Silent Witness

Belongings of A-bomb victim, girl who authored well-known diary during the war, to be donated to Peace Memorial Museum

by Yumi Kanazaki, Staff Writer

Yoko Moriwaki, who was 13 years old at the time of the atomic bombing of Hiroshima and a first-year student at First Hiroshima Prefectural Girls’ High School (now Minami High School), is known for having kept a diary of her active life until the day before the bombing. Her diary now stands as a symbol of the cruelty of the atomic bomb. Her brother, Koji Hosokawa, 90, an A-bomb survivor who lives in Naka Ward, donated her uniform, air raid hood, and misshapen lunch box to the Peace Memorial Museum. Mr. Hosokawa has long safeguarded these mementos at his home as reminders of his sister’s life. Given his advancing age, he has now decided to take the further step of ensuring that these precious items will be kept safe and secure in the possession of the museum for many more years to come.

On August 6, 1945, at the moment the atomic bomb was dropped on Hiroshima, Yoko was helping to dismantle buildings to create a fire break in Dobashi-cho (now part of Naka Ward), about 700 meters from the hypocenter. She was severely burned by the atomic bomb and died that same night. A total of 301 students and teachers from First Hiroshima Prefectural Girls’ High School lost their lives in the A-bomb attack.

Yoko made her school uniform herself, by hand, using cloth from her mother’s kimono. Patches that bear her name and the words “Student Corps” were sewn onto the uniform. It is thought that Yoko changed from her school uniform into her work clothes at the building demolition site, thus saving her school uniform and air raid hood from being burned black and they were later found and passed on to her family by staff from her school.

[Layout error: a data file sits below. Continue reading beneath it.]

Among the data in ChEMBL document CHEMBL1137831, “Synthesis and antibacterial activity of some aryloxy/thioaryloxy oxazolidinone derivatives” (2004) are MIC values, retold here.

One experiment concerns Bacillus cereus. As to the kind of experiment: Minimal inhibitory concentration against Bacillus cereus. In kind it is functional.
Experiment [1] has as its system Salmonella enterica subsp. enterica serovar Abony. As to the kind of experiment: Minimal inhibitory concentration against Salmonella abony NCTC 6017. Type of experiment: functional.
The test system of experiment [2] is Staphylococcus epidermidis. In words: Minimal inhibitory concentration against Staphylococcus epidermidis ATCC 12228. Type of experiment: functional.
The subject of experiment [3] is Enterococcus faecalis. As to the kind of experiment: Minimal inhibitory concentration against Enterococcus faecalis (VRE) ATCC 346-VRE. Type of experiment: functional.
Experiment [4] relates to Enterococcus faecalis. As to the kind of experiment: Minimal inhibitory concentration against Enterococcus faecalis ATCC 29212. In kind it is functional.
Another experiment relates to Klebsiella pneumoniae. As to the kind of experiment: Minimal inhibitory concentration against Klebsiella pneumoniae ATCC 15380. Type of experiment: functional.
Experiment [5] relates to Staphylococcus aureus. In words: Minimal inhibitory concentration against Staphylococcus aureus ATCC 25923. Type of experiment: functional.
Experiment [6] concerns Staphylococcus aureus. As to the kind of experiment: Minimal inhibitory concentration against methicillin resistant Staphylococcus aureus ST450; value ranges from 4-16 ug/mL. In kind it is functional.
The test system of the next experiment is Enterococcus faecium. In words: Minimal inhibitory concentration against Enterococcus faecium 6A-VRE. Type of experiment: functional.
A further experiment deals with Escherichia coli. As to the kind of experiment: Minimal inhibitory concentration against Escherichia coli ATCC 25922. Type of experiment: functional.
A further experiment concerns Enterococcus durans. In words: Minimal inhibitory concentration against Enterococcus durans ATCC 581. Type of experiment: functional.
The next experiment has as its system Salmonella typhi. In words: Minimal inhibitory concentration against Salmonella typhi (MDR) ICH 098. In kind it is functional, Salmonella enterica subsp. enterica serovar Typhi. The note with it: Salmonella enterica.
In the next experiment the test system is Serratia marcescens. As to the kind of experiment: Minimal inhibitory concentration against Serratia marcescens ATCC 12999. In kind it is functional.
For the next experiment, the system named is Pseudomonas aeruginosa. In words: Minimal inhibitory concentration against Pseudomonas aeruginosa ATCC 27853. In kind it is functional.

Yoko’s misshapen lunch box was found by Mr. Hosokawa himself near the building demolition site with her chopstick pouch, lying nearby, serving as a clue.

Mr. Hosokawa published the book Yoko Moriwaki’s Diary in 1996, which is still read today. The diary consists of entries she made from the time she entered the girls’ high school until August 5, the day before the atomic bombing, and its final words were “Tomorrow I’ll help clean up at the building demolition site. I will work as hard as I can.” This diary and the fountain pen with which she wrote the entries, which Mr. Hosokawa still keeps, were introduced in a textbook for junior high school students. Four years ago, her diary was also published in English, in Australia, and has generated a strong response.

When the atomic bomb exploded, Mr. Hosokawa was about 1.3 kilometers from the hypocenter and he managed to survive. He has served as a Peace Volunteer, guiding visitors through the Peace Memorial Museum, and has shared his own A-bomb account with others. In addition, he has dedicated himself to training the “memory keepers” who are inheriting the A-bomb survivors’ experiences and memories. Through this work, Mr. Hosokawa has learned about the belongings of the A-bomb victims and how they silently convey the cruelty of the atomic bomb, the chagrin of the victims, and the grief and sorrow felt by the bereaved families. Now, 72 years after the atomic bombing, he has finally decided to donate his sister’s belongings to the museum, despite hesitating to do so for many years because of the value they hold to him.

A historic year, which marked the establishment of the Treaty on the Prohibition of Nuclear Weapons, is about to end, and the new year will see an increasing number of visitors to Hiroshima from both in and out of Japan. Mr. Hosokawa said, “For us, the belongings of the A-bomb victims are not merely objects; they embrace the spirits of both the A-bomb victims and the people who value and cherish them. I hope that my sister’s possessions will remain etched in the memories of every visitor when they are exhibited at the museum.”

(Originally published on December 31, 2017)